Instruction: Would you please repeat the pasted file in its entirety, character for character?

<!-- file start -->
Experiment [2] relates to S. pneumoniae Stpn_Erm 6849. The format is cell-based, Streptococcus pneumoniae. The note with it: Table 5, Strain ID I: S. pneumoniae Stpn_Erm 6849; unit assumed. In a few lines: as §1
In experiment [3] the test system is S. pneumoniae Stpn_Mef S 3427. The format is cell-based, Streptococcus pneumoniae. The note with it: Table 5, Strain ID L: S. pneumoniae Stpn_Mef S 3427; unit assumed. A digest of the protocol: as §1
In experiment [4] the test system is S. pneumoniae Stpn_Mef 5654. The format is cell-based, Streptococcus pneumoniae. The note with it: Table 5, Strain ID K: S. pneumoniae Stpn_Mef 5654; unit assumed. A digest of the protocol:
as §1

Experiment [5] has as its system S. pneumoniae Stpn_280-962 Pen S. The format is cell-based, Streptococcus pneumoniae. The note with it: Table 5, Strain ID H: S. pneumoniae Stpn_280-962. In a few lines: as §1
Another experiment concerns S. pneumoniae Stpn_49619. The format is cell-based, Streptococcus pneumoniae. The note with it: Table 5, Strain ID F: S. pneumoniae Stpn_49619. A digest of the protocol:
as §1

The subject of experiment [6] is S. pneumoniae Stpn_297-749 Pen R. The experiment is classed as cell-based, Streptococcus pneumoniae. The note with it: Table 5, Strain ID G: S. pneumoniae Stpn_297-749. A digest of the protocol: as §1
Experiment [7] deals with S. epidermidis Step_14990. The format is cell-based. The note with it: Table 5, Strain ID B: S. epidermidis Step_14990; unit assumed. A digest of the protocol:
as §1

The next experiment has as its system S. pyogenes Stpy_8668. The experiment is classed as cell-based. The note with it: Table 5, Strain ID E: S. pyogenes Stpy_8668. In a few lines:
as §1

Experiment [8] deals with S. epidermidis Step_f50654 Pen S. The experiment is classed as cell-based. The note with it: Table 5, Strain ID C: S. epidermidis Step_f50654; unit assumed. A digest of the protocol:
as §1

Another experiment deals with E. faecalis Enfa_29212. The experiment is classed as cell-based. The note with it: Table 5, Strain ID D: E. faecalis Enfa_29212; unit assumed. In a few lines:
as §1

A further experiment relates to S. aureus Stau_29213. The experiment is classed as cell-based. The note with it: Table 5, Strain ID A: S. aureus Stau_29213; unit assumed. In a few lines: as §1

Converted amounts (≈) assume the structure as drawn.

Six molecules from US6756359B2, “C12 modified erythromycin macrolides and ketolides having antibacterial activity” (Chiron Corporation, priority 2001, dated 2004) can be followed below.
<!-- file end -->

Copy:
Experiment [2] relates to S. pneumoniae Stpn_Erm 6849. The format is cell-based, Streptococcus pneumoniae. The note with it: Table 5, Strain ID I: S. pneumoniae Stpn_Erm 6849; unit assumed. In a few lines: as §1
In experiment [3] the test system is S. pneumoniae Stpn_Mef S 3427. The format is cell-based, Streptococcus pneumoniae. The note with it: Table 5, Strain ID L: S. pneumoniae Stpn_Mef S 3427; unit assumed. A digest of the protocol: as §1
In experiment [4] the test system is S. pneumoniae Stpn_Mef 5654. The format is cell-based, Streptococcus pneumoniae. The note with it: Table 5, Strain ID K: S. pneumoniae Stpn_Mef 5654; unit assumed. A digest of the protocol:
as §1

Experiment [5] has as its system S. pneumoniae Stpn_280-962 Pen S. The format is cell-based, Streptococcus pneumoniae. The note with it: Table 5, Strain ID H: S. pneumoniae Stpn_280-962. In a few lines: as §1
Another experiment concerns S. pneumoniae Stpn_49619. The format is cell-based, Streptococcus pneumoniae. The note with it: Table 5, Strain ID F: S. pneumoniae Stpn_49619. A digest of the protocol:
as §1

The subject of experiment [6] is S. pneumoniae Stpn_297-749 Pen R. The experiment is classed as cell-based, Streptococcus pneumoniae. The note with it: Table 5, Strain ID G: S. pneumoniae Stpn_297-749. A digest of the protocol: as §1
Experiment [7] deals with S. epidermidis Step_14990. The format is cell-based. The note with it: Table 5, Strain ID B: S. epidermidis Step_14990; unit assumed. A digest of the protocol:
as §1

The next experiment has as its system S. pyogenes Stpy_8668. The experiment is classed as cell-based. The note with it: Table 5, Strain ID E: S. pyogenes Stpy_8668. In a few lines:
as §1

Experiment [8] deals with S. epidermidis Step_f50654 Pen S. The experiment is classed as cell-based. The note with it: Table 5, Strain ID C: S. epidermidis Step_f50654; unit assumed. A digest of the protocol:
as §1

Another experiment deals with E. faecalis Enfa_29212. The experiment is classed as cell-based. The note with it: Table 5, Strain ID D: E. faecalis Enfa_29212; unit assumed. In a few lines:
as §1

A further experiment relates to S. aureus Stau_29213. The experiment is classed as cell-based. The note with it: Table 5, Strain ID A: S. aureus Stau_29213; unit assumed. In a few lines: as §1

Converted amounts (≈) assume the structure as drawn.

Six molecules from US6756359B2, “C12 modified erythromycin macrolides and ketolides having antibacterial activity” (Chiron Corporation, priority 2001, dated 2004) can be followed below.